The 12th instalment of ‘The Maker’ series brings Brian Barth into conversation. Under the name of his ambient project, andarctica, Brian’s latest album ‘buried with the bells’ (RTR020) came out on Monday. Four long-form mediations on closure created with lengthy manipulated bell passages a gradually evolving loops.
The Amsterdam-based musician talks about Steve Reich’s ‘Music for 18 Musicians’ as a pivotal listening experience, treating music making as a form of discovery rather than composition, and the transience of the cassette.
How did you first get introduced to ambient/drone/experimental music?
It really started with an accidental introduction to American Minimalism. In highschool I was making films, and there was a computer in the lab with Final Cut on it that everyone cut their projects on. I remember that I was importing some audio files and accidentally opened iTunes. The only album in the library was Steve Reich’s ‘Music for 18 Musicians’ – I assumed it was for someone else’s film – so I put it on. The following 45 minutes passed in a wash of calm focus – I felt fully present with a clear and quiet mind, making creative decisions without hesitation or distraction. I left the piece on repeat for my entire editing session, and when I finished up after a few hours, I burned it to a CD and brought it home (hooray 2004!). I took a much deeper dive in 2015 while working in Berlin. I had a lot of writing and planning to do and I found myself in a constant state of distraction and adrenaline-induced focus. Then the wonderful piece ‘Wold’ by Machinefabriek came across my Bandcamp feed. I was completely hooked. It felt like drifting through a damp cool morning; I could close the doors to distraction, release the grip of tension and gain the clarity to do what had to be done.
What inspires you to create a new body of work?
Ambient has been a rewarding outlet for me to create work that is specifically designed to not cater to the appetite of human attention. This non-human-centric perspective has been difficult for me to communicate through other mediums, but it wasn’t until I dove in to more minimal music that I found others making work that seemed to have similar aims. Now that I know where to look, I’m constantly finding pieces that help me feel more connected to the true scale and pace of reality, as well as the underlying principles that govern them. It’s from these pieces that I derive the most inspiration from. When I’m in flow, working on an ambient track, I’m trying to create a work that reflects the patience of a mountain, the quiet at the bottom of the ocean, and the flowing river of time that is passing through it all.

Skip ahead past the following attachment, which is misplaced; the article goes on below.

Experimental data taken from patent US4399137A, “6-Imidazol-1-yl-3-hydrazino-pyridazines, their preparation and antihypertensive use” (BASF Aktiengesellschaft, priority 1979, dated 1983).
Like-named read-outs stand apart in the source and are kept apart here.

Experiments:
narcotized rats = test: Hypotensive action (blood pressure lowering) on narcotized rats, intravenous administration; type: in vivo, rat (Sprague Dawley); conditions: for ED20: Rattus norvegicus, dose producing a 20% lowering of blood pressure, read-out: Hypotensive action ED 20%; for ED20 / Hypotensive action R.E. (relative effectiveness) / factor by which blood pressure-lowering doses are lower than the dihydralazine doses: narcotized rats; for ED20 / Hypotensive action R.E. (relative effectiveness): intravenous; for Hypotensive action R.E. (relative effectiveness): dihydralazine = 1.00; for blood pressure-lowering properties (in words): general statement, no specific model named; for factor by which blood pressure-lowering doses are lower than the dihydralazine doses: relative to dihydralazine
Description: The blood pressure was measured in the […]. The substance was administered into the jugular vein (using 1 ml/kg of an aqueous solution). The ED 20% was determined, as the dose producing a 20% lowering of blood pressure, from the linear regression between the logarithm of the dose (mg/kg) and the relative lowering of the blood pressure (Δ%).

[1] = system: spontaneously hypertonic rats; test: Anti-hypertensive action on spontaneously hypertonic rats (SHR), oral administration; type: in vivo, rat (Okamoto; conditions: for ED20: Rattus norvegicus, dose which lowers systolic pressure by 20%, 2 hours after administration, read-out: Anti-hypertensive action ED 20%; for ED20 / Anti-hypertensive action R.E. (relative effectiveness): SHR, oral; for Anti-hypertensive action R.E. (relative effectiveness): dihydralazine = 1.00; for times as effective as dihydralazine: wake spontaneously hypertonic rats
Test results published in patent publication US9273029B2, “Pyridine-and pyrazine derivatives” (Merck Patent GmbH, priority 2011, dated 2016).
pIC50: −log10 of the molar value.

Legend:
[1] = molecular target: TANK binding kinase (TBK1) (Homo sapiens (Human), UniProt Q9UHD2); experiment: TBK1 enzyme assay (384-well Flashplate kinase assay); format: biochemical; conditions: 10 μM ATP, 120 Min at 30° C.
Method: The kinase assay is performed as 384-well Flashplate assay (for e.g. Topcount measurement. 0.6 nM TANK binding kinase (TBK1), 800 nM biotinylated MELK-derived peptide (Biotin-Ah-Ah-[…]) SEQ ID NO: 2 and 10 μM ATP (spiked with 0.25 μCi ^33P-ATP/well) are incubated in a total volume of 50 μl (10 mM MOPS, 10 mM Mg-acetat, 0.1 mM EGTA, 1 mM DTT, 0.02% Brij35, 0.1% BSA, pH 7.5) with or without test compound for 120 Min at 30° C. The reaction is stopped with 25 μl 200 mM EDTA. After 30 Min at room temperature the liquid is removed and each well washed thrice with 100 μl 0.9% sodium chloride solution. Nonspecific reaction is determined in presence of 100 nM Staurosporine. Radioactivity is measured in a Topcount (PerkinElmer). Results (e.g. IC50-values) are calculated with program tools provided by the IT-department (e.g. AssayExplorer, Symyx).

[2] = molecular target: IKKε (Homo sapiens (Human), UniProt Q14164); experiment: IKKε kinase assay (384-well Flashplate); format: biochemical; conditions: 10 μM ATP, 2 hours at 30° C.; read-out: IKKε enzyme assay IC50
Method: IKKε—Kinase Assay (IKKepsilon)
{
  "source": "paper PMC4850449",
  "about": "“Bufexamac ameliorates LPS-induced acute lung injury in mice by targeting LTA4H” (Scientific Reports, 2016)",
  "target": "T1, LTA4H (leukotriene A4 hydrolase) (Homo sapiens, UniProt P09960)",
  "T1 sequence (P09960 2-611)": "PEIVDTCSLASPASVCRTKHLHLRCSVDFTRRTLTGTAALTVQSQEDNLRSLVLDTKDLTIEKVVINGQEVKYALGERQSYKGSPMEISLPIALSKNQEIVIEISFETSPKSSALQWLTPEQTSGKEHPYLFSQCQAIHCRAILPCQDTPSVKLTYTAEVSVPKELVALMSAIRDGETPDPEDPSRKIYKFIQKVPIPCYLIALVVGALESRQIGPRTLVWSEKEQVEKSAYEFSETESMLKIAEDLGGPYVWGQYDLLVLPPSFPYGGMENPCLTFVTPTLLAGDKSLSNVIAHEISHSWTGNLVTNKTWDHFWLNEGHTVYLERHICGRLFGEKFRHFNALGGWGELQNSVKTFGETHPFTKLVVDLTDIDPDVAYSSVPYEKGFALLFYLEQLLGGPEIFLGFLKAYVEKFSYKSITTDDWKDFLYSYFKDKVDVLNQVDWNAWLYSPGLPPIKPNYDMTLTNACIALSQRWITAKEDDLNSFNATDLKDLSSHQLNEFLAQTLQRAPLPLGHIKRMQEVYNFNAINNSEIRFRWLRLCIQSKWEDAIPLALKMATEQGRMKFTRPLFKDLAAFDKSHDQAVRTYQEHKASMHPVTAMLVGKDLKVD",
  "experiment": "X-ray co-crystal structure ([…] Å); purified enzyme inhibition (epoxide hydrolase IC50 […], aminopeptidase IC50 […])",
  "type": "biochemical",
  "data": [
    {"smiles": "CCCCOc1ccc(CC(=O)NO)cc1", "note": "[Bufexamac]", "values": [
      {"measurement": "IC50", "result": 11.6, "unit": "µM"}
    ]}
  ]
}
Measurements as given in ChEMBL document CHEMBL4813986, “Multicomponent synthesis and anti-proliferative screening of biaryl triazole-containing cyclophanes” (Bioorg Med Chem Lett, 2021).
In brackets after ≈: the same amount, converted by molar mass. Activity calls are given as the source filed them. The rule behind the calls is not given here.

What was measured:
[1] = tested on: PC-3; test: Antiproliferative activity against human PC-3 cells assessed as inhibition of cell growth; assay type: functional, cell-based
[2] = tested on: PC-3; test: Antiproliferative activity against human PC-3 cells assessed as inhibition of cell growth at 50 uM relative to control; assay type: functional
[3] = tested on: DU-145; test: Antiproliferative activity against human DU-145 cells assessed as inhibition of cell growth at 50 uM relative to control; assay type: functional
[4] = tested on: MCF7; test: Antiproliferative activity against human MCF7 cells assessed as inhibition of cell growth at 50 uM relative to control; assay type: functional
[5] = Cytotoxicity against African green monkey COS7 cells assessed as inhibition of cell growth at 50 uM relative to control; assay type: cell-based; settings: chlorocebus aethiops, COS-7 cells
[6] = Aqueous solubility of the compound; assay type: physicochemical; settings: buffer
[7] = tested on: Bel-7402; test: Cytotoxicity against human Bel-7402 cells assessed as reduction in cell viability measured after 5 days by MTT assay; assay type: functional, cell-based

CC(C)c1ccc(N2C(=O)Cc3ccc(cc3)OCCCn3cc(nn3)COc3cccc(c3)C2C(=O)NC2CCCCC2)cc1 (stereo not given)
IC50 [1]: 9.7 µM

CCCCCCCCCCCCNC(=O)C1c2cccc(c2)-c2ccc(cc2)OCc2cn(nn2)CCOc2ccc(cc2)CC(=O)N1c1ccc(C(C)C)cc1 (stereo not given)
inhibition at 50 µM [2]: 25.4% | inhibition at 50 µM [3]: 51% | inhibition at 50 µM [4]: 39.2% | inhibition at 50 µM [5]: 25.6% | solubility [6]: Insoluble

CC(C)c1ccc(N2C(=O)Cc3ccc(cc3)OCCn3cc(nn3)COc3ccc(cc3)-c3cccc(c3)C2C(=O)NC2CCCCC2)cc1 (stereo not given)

How do you approach working on a new release?
Making ambient for me is more an act of discovery than composition. I’ll open a blank session with some basic function or principle I’d like to test (such as an effects chain or sound source), and I’ll explore it until I’m finding sounds / moments / places that I’m responding to. I’ll often separate my creation sessions from my editing sessions; create and discover sounds in the evening, edit and arrange in the morning. I find that method helps keep me out of myopic creative loops and brings clarity and structure to the work.
Can you tell us about your favourite new release from the last 12 months?
Based on play-count alone, it definitely goes to ‘Close to Heart’ by Mnemonic45. There’s just something about the way they make their drones a swirling mix of full-frequency waves, punctuated by distant tones while everything is phasing over and through one another. I’ll have it on for much of my day, and it’s definitely a style that I’d like to explore more with andarctica in the future as well.
As RTR is a tape label, we have to ask: What attracts you to the cassette medium?
Cassettes to me are humble artefacts. I see a certain beauty in how they’re intentionally obsolete, imperfect representations of a work. Each one introduces its own character to the work; each will degrade with every play; The format serves as a reminder of how you really can’t truly ever capture or replicate anything, ever. Even the act of remembering is form of imperfect translation; that ephemeral fragility really resonates with me and why I’m making the music I am right now.